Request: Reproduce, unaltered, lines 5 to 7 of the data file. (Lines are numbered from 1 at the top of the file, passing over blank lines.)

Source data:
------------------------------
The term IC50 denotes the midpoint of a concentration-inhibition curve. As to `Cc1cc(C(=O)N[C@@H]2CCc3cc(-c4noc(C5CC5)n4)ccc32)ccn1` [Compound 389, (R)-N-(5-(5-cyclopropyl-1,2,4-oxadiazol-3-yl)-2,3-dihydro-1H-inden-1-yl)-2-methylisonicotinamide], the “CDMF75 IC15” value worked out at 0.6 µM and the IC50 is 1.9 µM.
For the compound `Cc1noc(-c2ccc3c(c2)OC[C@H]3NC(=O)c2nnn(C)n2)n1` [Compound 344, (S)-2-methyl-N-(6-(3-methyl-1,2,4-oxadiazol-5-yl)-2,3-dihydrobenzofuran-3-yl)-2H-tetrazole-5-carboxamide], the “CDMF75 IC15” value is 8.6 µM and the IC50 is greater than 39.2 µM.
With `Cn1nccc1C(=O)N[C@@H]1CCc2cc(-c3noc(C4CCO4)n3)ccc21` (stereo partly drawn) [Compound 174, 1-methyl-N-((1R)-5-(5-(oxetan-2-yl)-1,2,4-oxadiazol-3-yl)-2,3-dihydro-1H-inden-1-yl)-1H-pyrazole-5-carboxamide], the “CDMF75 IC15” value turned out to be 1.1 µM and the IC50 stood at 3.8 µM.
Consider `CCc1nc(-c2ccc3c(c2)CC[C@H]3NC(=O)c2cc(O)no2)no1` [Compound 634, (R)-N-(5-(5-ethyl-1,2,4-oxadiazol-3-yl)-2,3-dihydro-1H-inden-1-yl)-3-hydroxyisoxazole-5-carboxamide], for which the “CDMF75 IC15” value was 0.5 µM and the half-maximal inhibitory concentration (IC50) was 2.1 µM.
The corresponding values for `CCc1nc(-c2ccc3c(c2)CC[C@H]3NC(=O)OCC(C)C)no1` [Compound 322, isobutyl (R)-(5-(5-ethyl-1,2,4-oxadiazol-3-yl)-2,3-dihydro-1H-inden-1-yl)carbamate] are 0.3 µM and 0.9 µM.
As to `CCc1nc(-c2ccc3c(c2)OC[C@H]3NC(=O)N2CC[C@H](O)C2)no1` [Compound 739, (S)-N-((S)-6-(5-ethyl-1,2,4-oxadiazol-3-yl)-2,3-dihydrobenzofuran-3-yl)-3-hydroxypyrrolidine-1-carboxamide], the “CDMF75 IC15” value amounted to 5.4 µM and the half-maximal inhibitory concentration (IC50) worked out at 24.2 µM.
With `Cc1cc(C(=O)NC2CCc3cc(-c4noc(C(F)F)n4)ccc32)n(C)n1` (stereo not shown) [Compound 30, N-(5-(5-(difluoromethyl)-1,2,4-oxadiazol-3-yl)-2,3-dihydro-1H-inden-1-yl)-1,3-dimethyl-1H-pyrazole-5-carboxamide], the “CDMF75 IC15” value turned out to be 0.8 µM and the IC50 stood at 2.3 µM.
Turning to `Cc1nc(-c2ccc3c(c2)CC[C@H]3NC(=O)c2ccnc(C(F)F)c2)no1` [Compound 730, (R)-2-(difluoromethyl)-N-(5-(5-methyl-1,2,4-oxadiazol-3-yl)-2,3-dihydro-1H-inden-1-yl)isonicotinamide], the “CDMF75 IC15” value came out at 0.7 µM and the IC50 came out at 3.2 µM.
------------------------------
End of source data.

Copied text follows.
The corresponding values for `CCc1nc(-c2ccc3c(c2)CC[C@H]3NC(=O)OCC(C)C)no1` [Compound 322, isobutyl (R)-(5-(5-ethyl-1,2,4-oxadiazol-3-yl)-2,3-dihydro-1H-inden-1-yl)carbamate] are 0.3 µM and 0.9 µM.
As to `CCc1nc(-c2ccc3c(c2)OC[C@H]3NC(=O)N2CC[C@H](O)C2)no1` [Compound 739, (S)-N-((S)-6-(5-ethyl-1,2,4-oxadiazol-3-yl)-2,3-dihydrobenzofuran-3-yl)-3-hydroxypyrrolidine-1-carboxamide], the “CDMF75 IC15” value amounted to 5.4 µM and the half-maximal inhibitory concentration (IC50) worked out at 24.2 µM.
With `Cc1cc(C(=O)NC2CCc3cc(-c4noc(C(F)F)n4)ccc32)n(C)n1` (stereo not shown) [Compound 30, N-(5-(5-(difluoromethyl)-1,2,4-oxadiazol-3-yl)-2,3-dihydro-1H-inden-1-yl)-1,3-dimethyl-1H-pyrazole-5-carboxamide], the “CDMF75 IC15” value turned out to be 0.8 µM and the IC50 stood at 2.3 µM.